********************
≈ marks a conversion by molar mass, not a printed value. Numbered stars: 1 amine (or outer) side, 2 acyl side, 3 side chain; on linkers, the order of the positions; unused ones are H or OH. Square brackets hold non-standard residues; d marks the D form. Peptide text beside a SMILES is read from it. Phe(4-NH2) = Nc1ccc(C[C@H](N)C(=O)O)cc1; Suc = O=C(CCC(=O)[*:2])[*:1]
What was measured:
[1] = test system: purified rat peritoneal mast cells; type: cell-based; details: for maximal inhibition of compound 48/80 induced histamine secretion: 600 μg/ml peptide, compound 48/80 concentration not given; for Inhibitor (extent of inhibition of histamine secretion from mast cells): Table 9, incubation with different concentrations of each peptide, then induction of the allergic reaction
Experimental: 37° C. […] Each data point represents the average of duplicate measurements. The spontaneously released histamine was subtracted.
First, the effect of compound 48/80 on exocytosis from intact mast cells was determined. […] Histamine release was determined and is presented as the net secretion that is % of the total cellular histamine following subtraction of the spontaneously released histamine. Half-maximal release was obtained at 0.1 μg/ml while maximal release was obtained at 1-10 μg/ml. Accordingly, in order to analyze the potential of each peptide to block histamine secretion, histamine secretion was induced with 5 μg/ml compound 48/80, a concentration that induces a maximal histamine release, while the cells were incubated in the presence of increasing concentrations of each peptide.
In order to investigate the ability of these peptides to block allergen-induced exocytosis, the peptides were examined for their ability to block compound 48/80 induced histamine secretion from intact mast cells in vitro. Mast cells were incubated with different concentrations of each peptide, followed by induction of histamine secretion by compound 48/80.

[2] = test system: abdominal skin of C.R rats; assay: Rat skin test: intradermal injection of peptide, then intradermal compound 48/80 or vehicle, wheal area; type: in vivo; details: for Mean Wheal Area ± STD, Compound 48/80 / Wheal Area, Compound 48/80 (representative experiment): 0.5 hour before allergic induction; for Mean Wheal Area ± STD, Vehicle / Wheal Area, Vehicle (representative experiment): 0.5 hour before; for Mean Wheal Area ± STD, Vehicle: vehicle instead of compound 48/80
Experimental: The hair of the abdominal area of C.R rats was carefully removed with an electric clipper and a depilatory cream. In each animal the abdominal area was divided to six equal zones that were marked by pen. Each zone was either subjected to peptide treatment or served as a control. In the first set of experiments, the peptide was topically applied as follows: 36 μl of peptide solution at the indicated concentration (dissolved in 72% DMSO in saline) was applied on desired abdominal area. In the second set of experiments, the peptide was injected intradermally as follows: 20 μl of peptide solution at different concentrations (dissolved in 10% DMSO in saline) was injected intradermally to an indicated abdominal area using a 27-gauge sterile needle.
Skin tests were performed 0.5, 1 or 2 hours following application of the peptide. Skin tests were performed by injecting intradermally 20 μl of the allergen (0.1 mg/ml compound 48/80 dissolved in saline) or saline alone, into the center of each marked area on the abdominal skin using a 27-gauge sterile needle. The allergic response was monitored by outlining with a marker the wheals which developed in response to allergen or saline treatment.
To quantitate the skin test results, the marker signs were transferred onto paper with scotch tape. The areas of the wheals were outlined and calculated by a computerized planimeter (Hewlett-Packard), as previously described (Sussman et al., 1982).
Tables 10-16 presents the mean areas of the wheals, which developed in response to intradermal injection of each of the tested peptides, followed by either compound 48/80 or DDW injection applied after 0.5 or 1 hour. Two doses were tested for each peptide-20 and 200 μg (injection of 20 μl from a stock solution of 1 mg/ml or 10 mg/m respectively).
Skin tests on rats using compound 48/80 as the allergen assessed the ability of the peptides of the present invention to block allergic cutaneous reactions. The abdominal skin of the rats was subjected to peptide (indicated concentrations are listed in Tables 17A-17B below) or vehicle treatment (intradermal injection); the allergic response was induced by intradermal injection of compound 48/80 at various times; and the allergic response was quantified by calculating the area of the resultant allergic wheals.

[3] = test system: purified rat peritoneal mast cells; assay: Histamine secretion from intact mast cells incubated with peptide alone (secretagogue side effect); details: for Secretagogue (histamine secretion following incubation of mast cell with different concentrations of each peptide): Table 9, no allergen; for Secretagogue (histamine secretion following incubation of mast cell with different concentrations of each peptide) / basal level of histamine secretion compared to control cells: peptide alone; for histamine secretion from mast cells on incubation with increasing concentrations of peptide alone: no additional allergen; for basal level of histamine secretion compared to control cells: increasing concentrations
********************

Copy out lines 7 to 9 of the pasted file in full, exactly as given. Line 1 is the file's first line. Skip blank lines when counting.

[2] = test system: abdominal skin of C.R rats; assay: Rat skin test: intradermal injection of peptide, then intradermal compound 48/80 or vehicle, wheal area; type: in vivo; details: for Mean Wheal Area ± STD, Compound 48/80 / Wheal Area, Compound 48/80 (representative experiment): 0.5 hour before allergic induction; for Mean Wheal Area ± STD, Vehicle / Wheal Area, Vehicle (representative experiment): 0.5 hour before; for Mean Wheal Area ± STD, Vehicle: vehicle instead of compound 48/80
Experimental: The hair of the abdominal area of C.R rats was carefully removed with an electric clipper and a depilatory cream. In each animal the abdominal area was divided to six equal zones that were marked by pen. Each zone was either subjected to peptide treatment or served as a control. In the first set of experiments, the peptide was topically applied as follows: 36 μl of peptide solution at the indicated concentration (dissolved in 72% DMSO in saline) was applied on desired abdominal area. In the second set of experiments, the peptide was injected intradermally as follows: 20 μl of peptide solution at different concentrations (dissolved in 10% DMSO in saline) was injected intradermally to an indicated abdominal area using a 27-gauge sterile needle.
Skin tests were performed 0.5, 1 or 2 hours following application of the peptide. Skin tests were performed by injecting intradermally 20 μl of the allergen (0.1 mg/ml compound 48/80 dissolved in saline) or saline alone, into the center of each marked area on the abdominal skin using a 27-gauge sterile needle. The allergic response was monitored by outlining with a marker the wheals which developed in response to allergen or saline treatment.